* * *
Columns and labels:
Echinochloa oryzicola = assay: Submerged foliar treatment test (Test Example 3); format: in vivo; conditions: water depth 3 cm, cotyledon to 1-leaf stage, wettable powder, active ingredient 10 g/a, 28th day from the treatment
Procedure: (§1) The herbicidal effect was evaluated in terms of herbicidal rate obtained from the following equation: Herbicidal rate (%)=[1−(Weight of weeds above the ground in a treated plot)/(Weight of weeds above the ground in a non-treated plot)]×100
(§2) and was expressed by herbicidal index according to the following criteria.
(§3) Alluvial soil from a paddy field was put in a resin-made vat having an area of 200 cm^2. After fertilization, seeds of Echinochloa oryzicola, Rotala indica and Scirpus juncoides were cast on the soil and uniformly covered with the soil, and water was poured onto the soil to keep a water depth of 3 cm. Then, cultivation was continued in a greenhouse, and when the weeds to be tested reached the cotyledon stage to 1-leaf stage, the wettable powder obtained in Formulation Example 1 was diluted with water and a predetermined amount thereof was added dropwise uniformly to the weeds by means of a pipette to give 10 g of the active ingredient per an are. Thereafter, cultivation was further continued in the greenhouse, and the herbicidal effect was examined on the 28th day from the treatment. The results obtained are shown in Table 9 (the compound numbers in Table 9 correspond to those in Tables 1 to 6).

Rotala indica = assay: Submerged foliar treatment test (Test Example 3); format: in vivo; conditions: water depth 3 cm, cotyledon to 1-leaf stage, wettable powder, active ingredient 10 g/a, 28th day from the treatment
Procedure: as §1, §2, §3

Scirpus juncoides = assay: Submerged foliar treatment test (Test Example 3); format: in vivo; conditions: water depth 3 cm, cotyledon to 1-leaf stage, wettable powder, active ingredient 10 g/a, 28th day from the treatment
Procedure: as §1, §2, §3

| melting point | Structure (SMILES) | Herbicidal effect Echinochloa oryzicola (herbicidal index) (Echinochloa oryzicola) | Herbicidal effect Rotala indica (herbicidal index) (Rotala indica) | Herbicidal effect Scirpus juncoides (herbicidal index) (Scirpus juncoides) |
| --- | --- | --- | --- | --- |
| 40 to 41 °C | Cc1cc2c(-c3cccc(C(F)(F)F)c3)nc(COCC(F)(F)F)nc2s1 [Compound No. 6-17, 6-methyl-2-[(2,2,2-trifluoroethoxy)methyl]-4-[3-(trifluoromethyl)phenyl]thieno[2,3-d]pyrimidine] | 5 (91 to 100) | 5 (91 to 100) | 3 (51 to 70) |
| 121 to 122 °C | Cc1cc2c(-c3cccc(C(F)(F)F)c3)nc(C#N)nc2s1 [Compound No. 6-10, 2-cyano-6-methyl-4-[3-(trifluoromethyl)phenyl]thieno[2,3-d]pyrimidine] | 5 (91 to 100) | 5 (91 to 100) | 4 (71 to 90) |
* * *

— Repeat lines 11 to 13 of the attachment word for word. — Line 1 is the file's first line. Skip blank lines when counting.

| --- | --- | --- | --- | --- |
| 40 to 41 °C | Cc1cc2c(-c3cccc(C(F)(F)F)c3)nc(COCC(F)(F)F)nc2s1 [Compound No. 6-17, 6-methyl-2-[(2,2,2-trifluoroethoxy)methyl]-4-[3-(trifluoromethyl)phenyl]thieno[2,3-d]pyrimidine] | 5 (91 to 100) | 5 (91 to 100) | 3 (51 to 70) |
| 121 to 122 °C | Cc1cc2c(-c3cccc(C(F)(F)F)c3)nc(C#N)nc2s1 [Compound No. 6-10, 2-cyano-6-methyl-4-[3-(trifluoromethyl)phenyl]thieno[2,3-d]pyrimidine] | 5 (91 to 100) | 5 (91 to 100) | 4 (71 to 90) |